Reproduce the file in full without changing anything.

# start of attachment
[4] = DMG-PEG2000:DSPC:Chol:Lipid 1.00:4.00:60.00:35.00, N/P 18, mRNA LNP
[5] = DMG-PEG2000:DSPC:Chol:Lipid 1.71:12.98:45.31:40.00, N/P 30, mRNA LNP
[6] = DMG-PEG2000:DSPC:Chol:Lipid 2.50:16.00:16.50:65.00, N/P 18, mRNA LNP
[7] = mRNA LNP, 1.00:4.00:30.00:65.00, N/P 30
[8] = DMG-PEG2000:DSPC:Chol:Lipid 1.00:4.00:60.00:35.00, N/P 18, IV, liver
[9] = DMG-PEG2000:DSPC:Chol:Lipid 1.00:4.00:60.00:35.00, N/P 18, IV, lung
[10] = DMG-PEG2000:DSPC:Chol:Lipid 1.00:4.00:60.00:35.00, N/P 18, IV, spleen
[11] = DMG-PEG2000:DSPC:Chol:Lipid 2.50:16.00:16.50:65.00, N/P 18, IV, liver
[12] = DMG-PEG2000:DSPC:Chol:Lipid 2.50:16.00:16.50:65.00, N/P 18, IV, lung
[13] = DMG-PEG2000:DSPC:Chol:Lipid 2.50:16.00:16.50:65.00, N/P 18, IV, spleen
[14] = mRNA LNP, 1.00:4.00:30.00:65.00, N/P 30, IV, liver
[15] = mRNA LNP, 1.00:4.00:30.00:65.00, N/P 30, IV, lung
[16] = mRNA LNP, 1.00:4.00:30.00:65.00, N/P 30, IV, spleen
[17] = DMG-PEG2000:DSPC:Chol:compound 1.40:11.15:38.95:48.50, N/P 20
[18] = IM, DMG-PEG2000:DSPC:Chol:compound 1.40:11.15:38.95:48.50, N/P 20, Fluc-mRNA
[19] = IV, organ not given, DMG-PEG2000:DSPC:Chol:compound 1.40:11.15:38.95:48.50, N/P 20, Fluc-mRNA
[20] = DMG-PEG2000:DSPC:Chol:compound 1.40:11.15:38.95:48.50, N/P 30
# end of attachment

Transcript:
[4] = DMG-PEG2000:DSPC:Chol:Lipid 1.00:4.00:60.00:35.00, N/P 18, mRNA LNP
[5] = DMG-PEG2000:DSPC:Chol:Lipid 1.71:12.98:45.31:40.00, N/P 30, mRNA LNP
[6] = DMG-PEG2000:DSPC:Chol:Lipid 2.50:16.00:16.50:65.00, N/P 18, mRNA LNP
[7] = mRNA LNP, 1.00:4.00:30.00:65.00, N/P 30
[8] = DMG-PEG2000:DSPC:Chol:Lipid 1.00:4.00:60.00:35.00, N/P 18, IV, liver
[9] = DMG-PEG2000:DSPC:Chol:Lipid 1.00:4.00:60.00:35.00, N/P 18, IV, lung
[10] = DMG-PEG2000:DSPC:Chol:Lipid 1.00:4.00:60.00:35.00, N/P 18, IV, spleen
[11] = DMG-PEG2000:DSPC:Chol:Lipid 2.50:16.00:16.50:65.00, N/P 18, IV, liver
[12] = DMG-PEG2000:DSPC:Chol:Lipid 2.50:16.00:16.50:65.00, N/P 18, IV, lung
[13] = DMG-PEG2000:DSPC:Chol:Lipid 2.50:16.00:16.50:65.00, N/P 18, IV, spleen
[14] = mRNA LNP, 1.00:4.00:30.00:65.00, N/P 30, IV, liver
[15] = mRNA LNP, 1.00:4.00:30.00:65.00, N/P 30, IV, lung
[16] = mRNA LNP, 1.00:4.00:30.00:65.00, N/P 30, IV, spleen
[17] = DMG-PEG2000:DSPC:Chol:compound 1.40:11.15:38.95:48.50, N/P 20
[18] = IM, DMG-PEG2000:DSPC:Chol:compound 1.40:11.15:38.95:48.50, N/P 20, Fluc-mRNA
[19] = IV, organ not given, DMG-PEG2000:DSPC:Chol:compound 1.40:11.15:38.95:48.50, N/P 20, Fluc-mRNA
[20] = DMG-PEG2000:DSPC:Chol:compound 1.40:11.15:38.95:48.50, N/P 30